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Russia’s Iran Nuclear Solution

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Russia’s Iran Nuclear Solution

As tensions grow over Iran’s nuclear program following release of the IAEA report, Russia has a step-by-step plan.

The International Atomic Energy Agency’s latest report alleging that Iran has been involved in the clandestine research and testing of a potential nuclear warhead has put Tehran back in the spotlight. With growing concerns over a possible Israeli military strike against Iran’s nuclear facilities, Western powers are considering a new round of even more punitive sanctions, possibly targeting Iran’s Central Bank and even the country’s oil exports. To make matters worse for Iran’s leadership, the report comes against the backdrop of serious allegations that the country has been involved in an assassination plot against the Saudi Ambassador to Washington.

Quite predictably, Russia and China have quickly come to Iran’s rescue by vehemently opposing any new round of sanctions, while unequivocally condemning any threat or use of military aggression against Tehran. Cognizant of the IAEA report’s potential geo-political fallout, China and Russia have, from the onset, tirelessly sought to block its release. Russia has chastised the IAEA for its “counter-productive” actions, while China has appealed for a more “objective” approach to the issue.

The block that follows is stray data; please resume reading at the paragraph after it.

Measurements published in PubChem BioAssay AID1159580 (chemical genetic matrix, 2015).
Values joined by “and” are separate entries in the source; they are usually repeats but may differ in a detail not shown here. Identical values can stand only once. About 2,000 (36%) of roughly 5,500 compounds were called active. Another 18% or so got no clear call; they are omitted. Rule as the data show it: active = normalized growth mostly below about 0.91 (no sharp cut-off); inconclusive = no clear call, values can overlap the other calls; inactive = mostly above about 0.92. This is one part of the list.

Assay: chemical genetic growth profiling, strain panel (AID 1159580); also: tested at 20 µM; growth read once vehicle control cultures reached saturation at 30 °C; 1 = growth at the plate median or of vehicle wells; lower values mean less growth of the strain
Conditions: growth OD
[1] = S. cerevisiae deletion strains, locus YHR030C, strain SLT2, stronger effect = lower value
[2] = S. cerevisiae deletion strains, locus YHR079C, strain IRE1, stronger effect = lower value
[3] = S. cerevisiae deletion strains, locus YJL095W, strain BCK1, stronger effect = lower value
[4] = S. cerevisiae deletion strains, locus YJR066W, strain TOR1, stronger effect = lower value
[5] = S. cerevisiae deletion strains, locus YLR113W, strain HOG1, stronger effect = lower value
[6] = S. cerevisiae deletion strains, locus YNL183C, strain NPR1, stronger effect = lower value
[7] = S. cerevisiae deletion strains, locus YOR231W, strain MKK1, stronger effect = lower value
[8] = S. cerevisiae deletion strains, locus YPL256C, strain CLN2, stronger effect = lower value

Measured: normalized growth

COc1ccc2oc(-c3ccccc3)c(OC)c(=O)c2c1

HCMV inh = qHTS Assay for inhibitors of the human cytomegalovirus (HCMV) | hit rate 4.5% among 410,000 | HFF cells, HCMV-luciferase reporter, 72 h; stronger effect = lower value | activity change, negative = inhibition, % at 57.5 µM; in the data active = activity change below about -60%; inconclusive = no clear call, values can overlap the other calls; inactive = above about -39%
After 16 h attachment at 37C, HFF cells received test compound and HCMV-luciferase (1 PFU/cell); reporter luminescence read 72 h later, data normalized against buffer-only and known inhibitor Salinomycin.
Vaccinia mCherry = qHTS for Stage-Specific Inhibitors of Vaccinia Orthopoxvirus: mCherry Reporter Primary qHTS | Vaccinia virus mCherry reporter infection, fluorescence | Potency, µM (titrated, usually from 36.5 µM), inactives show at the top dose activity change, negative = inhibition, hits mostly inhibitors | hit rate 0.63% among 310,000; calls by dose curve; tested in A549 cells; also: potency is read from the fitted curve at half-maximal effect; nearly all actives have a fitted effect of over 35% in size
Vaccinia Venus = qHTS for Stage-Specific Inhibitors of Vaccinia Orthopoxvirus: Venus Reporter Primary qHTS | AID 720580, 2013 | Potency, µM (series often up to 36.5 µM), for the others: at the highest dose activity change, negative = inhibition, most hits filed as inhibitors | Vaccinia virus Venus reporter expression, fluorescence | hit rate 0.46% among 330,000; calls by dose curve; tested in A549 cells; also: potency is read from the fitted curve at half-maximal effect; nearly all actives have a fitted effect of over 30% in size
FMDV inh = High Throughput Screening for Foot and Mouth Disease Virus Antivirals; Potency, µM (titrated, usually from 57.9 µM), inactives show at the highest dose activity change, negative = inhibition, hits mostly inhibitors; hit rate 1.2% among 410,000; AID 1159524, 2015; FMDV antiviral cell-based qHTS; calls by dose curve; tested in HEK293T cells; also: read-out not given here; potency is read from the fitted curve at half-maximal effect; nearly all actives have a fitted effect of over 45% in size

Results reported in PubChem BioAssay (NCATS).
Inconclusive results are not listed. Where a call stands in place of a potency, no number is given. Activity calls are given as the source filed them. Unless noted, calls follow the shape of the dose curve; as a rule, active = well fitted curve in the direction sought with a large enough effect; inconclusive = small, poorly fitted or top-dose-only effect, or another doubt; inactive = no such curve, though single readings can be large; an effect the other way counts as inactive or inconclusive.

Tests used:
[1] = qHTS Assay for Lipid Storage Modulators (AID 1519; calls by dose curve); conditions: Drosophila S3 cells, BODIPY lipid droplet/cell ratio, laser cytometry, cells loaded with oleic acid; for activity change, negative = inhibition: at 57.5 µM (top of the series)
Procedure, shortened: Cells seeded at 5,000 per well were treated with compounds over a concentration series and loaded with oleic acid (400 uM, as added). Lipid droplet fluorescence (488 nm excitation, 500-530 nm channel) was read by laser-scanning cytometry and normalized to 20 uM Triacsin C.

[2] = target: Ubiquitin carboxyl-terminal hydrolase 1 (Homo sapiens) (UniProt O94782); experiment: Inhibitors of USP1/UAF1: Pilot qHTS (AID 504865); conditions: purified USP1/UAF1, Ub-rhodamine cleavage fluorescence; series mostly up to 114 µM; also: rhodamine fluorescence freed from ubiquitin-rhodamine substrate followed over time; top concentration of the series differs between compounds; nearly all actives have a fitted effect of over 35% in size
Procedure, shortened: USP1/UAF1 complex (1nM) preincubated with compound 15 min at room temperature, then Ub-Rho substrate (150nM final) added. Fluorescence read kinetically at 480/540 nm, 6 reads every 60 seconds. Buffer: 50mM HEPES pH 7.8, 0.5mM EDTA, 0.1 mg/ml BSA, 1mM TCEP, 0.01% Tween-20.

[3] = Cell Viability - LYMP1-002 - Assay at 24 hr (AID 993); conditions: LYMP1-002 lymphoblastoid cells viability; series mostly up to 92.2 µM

Looking at the broader geo-political landscape, recent months have undoubtedly witnessed a growing rift between Western powers on the one hand, and China and Russia on the other. Early this year, Russia reluctantly backed the United Nations Security Council (UNSC) Resolution 1973, which called for the imposition of a no-fly zone in Libya. Initially, Russia and China’s acquiescence was touted as a clear sign of the United States’ effective use of its “smart power,” symbolizing a growing international consensus over universal humanitarian norms. However, the view quickly changed when Russia and China accused the North Atlantic Treaty Organization (NATO) of overstepping the UNSC resolution’s mandate when the latter played a more decisive role in military operations against Gaddafi’s forces.